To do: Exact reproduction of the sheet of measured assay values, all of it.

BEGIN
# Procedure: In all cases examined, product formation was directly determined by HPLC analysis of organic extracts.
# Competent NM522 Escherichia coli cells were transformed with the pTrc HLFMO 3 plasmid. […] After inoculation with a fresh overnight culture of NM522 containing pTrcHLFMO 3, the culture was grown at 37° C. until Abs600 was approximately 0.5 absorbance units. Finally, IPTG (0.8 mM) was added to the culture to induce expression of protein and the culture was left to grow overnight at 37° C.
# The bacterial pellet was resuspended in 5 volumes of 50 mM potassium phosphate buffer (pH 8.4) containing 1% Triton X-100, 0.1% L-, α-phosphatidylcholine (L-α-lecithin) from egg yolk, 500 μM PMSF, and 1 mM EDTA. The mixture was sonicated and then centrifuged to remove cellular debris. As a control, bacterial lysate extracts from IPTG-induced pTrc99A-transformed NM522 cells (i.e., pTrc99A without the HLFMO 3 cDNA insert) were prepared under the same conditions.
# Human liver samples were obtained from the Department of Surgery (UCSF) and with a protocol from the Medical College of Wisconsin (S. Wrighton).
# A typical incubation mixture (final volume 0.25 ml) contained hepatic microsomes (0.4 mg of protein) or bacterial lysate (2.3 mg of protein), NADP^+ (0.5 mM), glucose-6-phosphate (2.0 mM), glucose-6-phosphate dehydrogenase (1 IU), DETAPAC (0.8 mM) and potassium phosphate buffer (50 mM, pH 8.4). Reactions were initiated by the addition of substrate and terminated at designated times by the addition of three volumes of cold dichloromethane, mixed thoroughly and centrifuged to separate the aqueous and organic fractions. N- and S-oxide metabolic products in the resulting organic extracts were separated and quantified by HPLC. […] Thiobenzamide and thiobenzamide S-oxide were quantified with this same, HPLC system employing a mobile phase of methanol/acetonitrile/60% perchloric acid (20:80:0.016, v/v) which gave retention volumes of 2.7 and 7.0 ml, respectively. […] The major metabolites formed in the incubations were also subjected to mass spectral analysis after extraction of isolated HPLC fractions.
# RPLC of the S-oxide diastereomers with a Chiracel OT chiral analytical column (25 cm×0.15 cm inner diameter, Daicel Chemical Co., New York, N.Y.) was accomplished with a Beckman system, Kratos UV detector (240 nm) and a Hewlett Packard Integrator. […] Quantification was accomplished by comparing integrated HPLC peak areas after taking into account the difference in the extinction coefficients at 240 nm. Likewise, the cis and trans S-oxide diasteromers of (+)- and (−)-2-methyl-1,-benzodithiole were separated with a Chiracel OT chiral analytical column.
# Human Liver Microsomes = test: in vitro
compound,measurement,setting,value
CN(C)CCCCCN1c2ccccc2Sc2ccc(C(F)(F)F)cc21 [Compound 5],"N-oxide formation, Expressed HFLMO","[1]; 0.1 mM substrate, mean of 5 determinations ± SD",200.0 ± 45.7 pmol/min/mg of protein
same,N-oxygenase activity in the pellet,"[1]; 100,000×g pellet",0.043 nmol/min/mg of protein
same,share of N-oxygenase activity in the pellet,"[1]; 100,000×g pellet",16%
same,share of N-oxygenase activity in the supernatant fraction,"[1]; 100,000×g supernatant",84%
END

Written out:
# Procedure: In all cases examined, product formation was directly determined by HPLC analysis of organic extracts.
# Competent NM522 Escherichia coli cells were transformed with the pTrc HLFMO 3 plasmid. […] After inoculation with a fresh overnight culture of NM522 containing pTrcHLFMO 3, the culture was grown at 37° C. until Abs600 was approximately 0.5 absorbance units. Finally, IPTG (0.8 mM) was added to the culture to induce expression of protein and the culture was left to grow overnight at 37° C.
# The bacterial pellet was resuspended in 5 volumes of 50 mM potassium phosphate buffer (pH 8.4) containing 1% Triton X-100, 0.1% L-, α-phosphatidylcholine (L-α-lecithin) from egg yolk, 500 μM PMSF, and 1 mM EDTA. The mixture was sonicated and then centrifuged to remove cellular debris. As a control, bacterial lysate extracts from IPTG-induced pTrc99A-transformed NM522 cells (i.e., pTrc99A without the HLFMO 3 cDNA insert) were prepared under the same conditions.
# Human liver samples were obtained from the Department of Surgery (UCSF) and with a protocol from the Medical College of Wisconsin (S. Wrighton).
# A typical incubation mixture (final volume 0.25 ml) contained hepatic microsomes (0.4 mg of protein) or bacterial lysate (2.3 mg of protein), NADP^+ (0.5 mM), glucose-6-phosphate (2.0 mM), glucose-6-phosphate dehydrogenase (1 IU), DETAPAC (0.8 mM) and potassium phosphate buffer (50 mM, pH 8.4). Reactions were initiated by the addition of substrate and terminated at designated times by the addition of three volumes of cold dichloromethane, mixed thoroughly and centrifuged to separate the aqueous and organic fractions. N- and S-oxide metabolic products in the resulting organic extracts were separated and quantified by HPLC. […] Thiobenzamide and thiobenzamide S-oxide were quantified with this same, HPLC system employing a mobile phase of methanol/acetonitrile/60% perchloric acid (20:80:0.016, v/v) which gave retention volumes of 2.7 and 7.0 ml, respectively. […] The major metabolites formed in the incubations were also subjected to mass spectral analysis after extraction of isolated HPLC fractions.
# RPLC of the S-oxide diastereomers with a Chiracel OT chiral analytical column (25 cm×0.15 cm inner diameter, Daicel Chemical Co., New York, N.Y.) was accomplished with a Beckman system, Kratos UV detector (240 nm) and a Hewlett Packard Integrator. […] Quantification was accomplished by comparing integrated HPLC peak areas after taking into account the difference in the extinction coefficients at 240 nm. Likewise, the cis and trans S-oxide diasteromers of (+)- and (−)-2-methyl-1,-benzodithiole were separated with a Chiracel OT chiral analytical column.
# Human Liver Microsomes = test: in vitro
compound,measurement,setting,value
CN(C)CCCCCN1c2ccccc2Sc2ccc(C(F)(F)F)cc21 [Compound 5],"N-oxide formation, Expressed HFLMO","[1]; 0.1 mM substrate, mean of 5 determinations ± SD",200.0 ± 45.7 pmol/min/mg of protein
same,N-oxygenase activity in the pellet,"[1]; 100,000×g pellet",0.043 nmol/min/mg of protein
same,share of N-oxygenase activity in the pellet,"[1]; 100,000×g pellet",16%
same,share of N-oxygenase activity in the supernatant fraction,"[1]; 100,000×g supernatant",84%